The LNG 18 Conference
has come and gone
, and with it the delegates, booths, journalists and industry executives. The content
will live on in the 100mb of zipped presentations
and papers available for download
, but if you haven't the time nor the energy
to wade through it all, here are my five key take aways
from the sessions.
The world of LNG is having one of its occasional bouts of uncertainty, which was the subject of a presentation I recently gave to the DUG Conference in Brisbane. DUG stands for Developing Unconventional Gas, and is a forum devoted specifically to the challenges of...
As Australia's new LNG projects move toward start up, low oil prices and increased competition have altered the outlook. Which countries will have the biggest demand for future LNG? I was invited to address the DUG conference in late July 2015 to consider global LNG markets and how...
The world of LNG is having one of its occasional bouts of uncertainty
, which was the subject of a presentation I recently gave to the DUG Conference in Brisbane
stands for Developing Unconventional Gas
, and is a forum devoted specifically to the challenges of coal seam gas, shale gas, tight gas and other geologic formations that fall into that general category. My role was to set out the macro demand and supply picture for LNG
, which is the biggest driver of gas development in Australia. Here's what I said.
Is Australia's place in the world changing
, now that we're becoming a big-time energy exporter
? We've always been a serious force in the coal export world, but gas is different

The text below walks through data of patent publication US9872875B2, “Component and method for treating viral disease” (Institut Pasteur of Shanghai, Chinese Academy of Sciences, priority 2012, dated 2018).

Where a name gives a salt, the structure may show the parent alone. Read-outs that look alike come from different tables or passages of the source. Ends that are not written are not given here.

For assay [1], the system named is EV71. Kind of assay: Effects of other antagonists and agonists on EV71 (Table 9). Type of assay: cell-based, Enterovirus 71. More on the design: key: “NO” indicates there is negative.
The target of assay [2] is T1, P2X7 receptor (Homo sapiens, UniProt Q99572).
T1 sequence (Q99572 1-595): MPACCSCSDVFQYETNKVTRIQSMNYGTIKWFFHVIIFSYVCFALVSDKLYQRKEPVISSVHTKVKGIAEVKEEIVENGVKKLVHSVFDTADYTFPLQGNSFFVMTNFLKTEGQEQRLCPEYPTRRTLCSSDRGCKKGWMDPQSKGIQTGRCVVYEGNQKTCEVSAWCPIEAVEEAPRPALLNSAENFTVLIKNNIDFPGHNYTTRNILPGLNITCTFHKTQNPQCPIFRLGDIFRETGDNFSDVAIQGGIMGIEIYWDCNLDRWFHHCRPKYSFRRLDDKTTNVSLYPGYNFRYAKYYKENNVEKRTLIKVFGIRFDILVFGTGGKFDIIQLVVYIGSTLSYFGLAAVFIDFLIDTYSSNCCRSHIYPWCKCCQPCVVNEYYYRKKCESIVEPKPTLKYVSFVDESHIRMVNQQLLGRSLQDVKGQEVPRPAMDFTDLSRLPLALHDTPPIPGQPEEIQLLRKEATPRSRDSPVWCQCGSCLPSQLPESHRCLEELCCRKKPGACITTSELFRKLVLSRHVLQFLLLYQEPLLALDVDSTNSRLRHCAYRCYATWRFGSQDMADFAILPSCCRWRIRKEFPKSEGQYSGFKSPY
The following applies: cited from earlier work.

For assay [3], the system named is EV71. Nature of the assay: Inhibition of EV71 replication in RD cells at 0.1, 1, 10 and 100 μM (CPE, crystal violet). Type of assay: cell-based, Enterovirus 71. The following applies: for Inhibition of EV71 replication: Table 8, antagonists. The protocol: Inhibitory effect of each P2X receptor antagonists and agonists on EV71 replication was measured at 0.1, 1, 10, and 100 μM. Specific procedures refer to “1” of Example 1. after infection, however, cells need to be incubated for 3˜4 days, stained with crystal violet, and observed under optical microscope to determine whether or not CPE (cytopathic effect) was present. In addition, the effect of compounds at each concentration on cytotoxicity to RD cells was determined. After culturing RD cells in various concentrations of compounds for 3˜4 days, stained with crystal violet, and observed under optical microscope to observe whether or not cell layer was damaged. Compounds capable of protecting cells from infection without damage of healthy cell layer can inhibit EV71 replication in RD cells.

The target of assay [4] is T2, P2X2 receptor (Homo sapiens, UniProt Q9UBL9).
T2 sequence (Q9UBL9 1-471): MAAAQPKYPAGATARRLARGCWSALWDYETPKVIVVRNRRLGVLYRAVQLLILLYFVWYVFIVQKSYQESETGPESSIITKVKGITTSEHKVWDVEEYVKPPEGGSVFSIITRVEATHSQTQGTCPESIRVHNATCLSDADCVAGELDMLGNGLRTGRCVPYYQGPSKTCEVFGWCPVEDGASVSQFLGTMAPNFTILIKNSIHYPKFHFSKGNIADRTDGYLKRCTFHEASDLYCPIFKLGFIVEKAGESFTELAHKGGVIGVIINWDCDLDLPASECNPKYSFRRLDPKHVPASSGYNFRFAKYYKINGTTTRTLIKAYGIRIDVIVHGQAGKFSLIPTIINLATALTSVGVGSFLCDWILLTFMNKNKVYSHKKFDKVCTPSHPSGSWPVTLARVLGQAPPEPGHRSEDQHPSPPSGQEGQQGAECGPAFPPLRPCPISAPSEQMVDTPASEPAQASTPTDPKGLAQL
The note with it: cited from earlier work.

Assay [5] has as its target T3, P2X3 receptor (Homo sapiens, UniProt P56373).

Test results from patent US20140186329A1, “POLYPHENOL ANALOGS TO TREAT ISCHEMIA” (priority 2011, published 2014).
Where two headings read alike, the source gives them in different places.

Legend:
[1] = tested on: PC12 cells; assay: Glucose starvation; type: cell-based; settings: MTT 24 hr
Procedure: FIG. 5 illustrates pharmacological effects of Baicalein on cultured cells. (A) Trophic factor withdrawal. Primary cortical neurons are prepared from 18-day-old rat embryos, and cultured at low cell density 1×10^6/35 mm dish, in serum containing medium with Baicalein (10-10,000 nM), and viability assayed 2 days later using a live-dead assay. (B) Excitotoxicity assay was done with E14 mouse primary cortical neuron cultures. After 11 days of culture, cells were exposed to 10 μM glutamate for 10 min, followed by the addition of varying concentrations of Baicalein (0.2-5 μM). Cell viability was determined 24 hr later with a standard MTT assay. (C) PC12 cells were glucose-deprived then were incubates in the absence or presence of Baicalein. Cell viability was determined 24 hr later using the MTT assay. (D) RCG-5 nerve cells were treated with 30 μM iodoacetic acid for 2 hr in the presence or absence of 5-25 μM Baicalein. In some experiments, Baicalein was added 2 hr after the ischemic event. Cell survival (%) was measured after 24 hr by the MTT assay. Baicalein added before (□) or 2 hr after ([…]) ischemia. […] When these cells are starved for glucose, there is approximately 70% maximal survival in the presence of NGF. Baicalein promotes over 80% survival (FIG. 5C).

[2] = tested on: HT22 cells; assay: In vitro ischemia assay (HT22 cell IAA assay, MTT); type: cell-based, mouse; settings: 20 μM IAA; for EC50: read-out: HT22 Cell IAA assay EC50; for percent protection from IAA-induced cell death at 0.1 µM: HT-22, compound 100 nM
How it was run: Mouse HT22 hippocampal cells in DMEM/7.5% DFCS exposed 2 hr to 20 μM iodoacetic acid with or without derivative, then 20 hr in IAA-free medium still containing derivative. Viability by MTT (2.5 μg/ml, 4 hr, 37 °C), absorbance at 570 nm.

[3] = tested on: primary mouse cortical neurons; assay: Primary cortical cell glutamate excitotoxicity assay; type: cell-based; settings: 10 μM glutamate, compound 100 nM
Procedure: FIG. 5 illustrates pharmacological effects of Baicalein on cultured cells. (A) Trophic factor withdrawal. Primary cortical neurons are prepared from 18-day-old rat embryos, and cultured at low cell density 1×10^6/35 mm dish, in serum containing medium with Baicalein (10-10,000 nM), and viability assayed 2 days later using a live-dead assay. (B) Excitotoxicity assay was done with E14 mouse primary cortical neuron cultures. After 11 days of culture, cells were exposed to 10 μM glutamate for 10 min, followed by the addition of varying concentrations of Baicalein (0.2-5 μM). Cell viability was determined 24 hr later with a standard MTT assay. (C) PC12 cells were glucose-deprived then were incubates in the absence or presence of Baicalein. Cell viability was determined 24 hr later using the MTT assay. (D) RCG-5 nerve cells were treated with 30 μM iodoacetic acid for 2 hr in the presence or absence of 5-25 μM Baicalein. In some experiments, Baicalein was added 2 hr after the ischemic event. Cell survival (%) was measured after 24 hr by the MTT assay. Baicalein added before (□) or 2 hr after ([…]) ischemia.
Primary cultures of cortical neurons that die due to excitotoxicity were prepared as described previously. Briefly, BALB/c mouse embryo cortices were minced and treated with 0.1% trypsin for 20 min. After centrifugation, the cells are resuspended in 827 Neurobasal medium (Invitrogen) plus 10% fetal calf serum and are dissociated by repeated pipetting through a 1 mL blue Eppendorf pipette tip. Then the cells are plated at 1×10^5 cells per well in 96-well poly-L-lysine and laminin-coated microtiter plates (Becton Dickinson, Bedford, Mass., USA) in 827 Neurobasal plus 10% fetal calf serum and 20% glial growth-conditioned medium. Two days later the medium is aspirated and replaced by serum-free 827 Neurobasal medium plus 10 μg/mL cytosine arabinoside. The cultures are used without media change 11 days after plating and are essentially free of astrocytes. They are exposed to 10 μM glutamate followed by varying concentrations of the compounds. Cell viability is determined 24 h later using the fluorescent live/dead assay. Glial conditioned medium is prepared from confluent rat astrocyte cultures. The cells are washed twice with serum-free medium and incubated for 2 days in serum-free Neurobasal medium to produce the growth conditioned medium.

. Not only is it necessary for survival in gas-dependent cold northern climates, but also it cannot be stored
as easily as coal, and is consumed more just in time. Customers are more sensitive to disruption in supply. Perhaps Australia will become more influential
given our new status as an export powerhouse and the importance our product plays in our customers' economies. Perhaps as a nation we'll need to think differently about our relationships with other nations.
Recently, a company approached me with a perplexing problem
. They were encountering increasing international skepticism
of the viability of Queensland's coal seam gas sector, which was impeding their growth ambitions. In some circles, Queensland's LNG sector is viewed to be in imminent danger
of being completely displaced
by looming US LNG exports, a situation accerbated by these low oil and gas prices, and low US continental gas prices. Could the three LNG projects find themselves being shut down as soon as the US LNG trade hit the water. Is there a black swan condition
just over the horizon?
Here's my analysis
of the LNG
and natural gas
industry news from the month of January, 2015
Egad, It's All About Oil
The global LNG media turned its attention to the world of oil
pretty much all month. With most LNG priced
as a derivative of oil
prices, it's important to keep an eye on how the oil sector is faring
, and to get a read on the depth and duration of the decline.
for the future Asian gas markets
will feature a tussle between two rival infrastructure technologies - pipelined continental gas
from Russia versus seaborne LNG ships
from Australia, the US and Canada. Backing up these solutions are different economic models, financing structures, and risks. Which is better? How do these two different gas supply approaches stack up? Which will prevail? Just how much of a threat is Russian gas to Australia's LNG ambitions?
I was struck by a recent news article that suggests that only a small number of the proposed Canadian LNG plants will actually proceed to development. Sadly, that could be the same situation emerging here in Queensland Australia. Which got me to thinking - is...
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